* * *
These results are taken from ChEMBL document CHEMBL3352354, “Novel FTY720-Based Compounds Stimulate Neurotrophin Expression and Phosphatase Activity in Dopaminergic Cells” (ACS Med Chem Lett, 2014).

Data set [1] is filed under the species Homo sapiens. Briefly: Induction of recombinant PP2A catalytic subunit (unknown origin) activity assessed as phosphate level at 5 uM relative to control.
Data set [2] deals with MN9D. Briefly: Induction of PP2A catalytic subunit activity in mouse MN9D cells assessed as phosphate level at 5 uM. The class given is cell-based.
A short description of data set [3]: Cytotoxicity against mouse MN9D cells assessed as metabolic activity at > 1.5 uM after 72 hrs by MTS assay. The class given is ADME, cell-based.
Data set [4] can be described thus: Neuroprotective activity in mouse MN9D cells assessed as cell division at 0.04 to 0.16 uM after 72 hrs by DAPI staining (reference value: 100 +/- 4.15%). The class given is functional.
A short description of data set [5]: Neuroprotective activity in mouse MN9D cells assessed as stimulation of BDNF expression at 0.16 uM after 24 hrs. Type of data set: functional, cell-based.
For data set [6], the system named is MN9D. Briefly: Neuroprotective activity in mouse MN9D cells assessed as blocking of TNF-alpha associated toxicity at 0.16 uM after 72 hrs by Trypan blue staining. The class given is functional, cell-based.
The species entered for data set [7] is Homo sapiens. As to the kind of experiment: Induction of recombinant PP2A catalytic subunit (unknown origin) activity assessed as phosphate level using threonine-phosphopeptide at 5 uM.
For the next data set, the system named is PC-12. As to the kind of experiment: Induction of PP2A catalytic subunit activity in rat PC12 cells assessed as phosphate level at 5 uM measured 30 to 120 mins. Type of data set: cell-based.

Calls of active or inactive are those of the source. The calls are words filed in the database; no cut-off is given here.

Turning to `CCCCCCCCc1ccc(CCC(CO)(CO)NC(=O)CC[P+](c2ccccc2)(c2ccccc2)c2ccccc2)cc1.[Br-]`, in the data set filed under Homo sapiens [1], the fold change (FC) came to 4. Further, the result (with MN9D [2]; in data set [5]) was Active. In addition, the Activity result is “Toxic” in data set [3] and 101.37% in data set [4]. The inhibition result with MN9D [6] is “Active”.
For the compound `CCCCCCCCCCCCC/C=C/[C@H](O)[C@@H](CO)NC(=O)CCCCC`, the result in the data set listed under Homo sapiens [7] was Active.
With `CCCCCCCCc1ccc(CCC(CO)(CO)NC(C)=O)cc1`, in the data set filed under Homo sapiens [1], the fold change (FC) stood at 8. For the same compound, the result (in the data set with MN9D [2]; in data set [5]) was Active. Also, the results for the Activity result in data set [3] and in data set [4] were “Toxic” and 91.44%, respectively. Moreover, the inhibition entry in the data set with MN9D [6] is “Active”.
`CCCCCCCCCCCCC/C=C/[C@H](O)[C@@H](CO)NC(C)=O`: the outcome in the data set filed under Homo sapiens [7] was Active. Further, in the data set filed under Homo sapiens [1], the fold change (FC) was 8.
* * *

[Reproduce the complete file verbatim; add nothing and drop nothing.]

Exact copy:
These results are taken from ChEMBL document CHEMBL3352354, “Novel FTY720-Based Compounds Stimulate Neurotrophin Expression and Phosphatase Activity in Dopaminergic Cells” (ACS Med Chem Lett, 2014).

Data set [1] is filed under the species Homo sapiens. Briefly: Induction of recombinant PP2A catalytic subunit (unknown origin) activity assessed as phosphate level at 5 uM relative to control.
Data set [2] deals with MN9D. Briefly: Induction of PP2A catalytic subunit activity in mouse MN9D cells assessed as phosphate level at 5 uM. The class given is cell-based.
A short description of data set [3]: Cytotoxicity against mouse MN9D cells assessed as metabolic activity at > 1.5 uM after 72 hrs by MTS assay. The class given is ADME, cell-based.
Data set [4] can be described thus: Neuroprotective activity in mouse MN9D cells assessed as cell division at 0.04 to 0.16 uM after 72 hrs by DAPI staining (reference value: 100 +/- 4.15%). The class given is functional.
A short description of data set [5]: Neuroprotective activity in mouse MN9D cells assessed as stimulation of BDNF expression at 0.16 uM after 24 hrs. Type of data set: functional, cell-based.
For data set [6], the system named is MN9D. Briefly: Neuroprotective activity in mouse MN9D cells assessed as blocking of TNF-alpha associated toxicity at 0.16 uM after 72 hrs by Trypan blue staining. The class given is functional, cell-based.
The species entered for data set [7] is Homo sapiens. As to the kind of experiment: Induction of recombinant PP2A catalytic subunit (unknown origin) activity assessed as phosphate level using threonine-phosphopeptide at 5 uM.
For the next data set, the system named is PC-12. As to the kind of experiment: Induction of PP2A catalytic subunit activity in rat PC12 cells assessed as phosphate level at 5 uM measured 30 to 120 mins. Type of data set: cell-based.

Calls of active or inactive are those of the source. The calls are words filed in the database; no cut-off is given here.

Turning to `CCCCCCCCc1ccc(CCC(CO)(CO)NC(=O)CC[P+](c2ccccc2)(c2ccccc2)c2ccccc2)cc1.[Br-]`, in the data set filed under Homo sapiens [1], the fold change (FC) came to 4. Further, the result (with MN9D [2]; in data set [5]) was Active. In addition, the Activity result is “Toxic” in data set [3] and 101.37% in data set [4]. The inhibition result with MN9D [6] is “Active”.
For the compound `CCCCCCCCCCCCC/C=C/[C@H](O)[C@@H](CO)NC(=O)CCCCC`, the result in the data set listed under Homo sapiens [7] was Active.
With `CCCCCCCCc1ccc(CCC(CO)(CO)NC(C)=O)cc1`, in the data set filed under Homo sapiens [1], the fold change (FC) stood at 8. For the same compound, the result (in the data set with MN9D [2]; in data set [5]) was Active. Also, the results for the Activity result in data set [3] and in data set [4] were “Toxic” and 91.44%, respectively. Moreover, the inhibition entry in the data set with MN9D [6] is “Active”.
`CCCCCCCCCCCCC/C=C/[C@H](O)[C@@H](CO)NC(C)=O`: the outcome in the data set filed under Homo sapiens [7] was Active. Further, in the data set filed under Homo sapiens [1], the fold change (FC) was 8.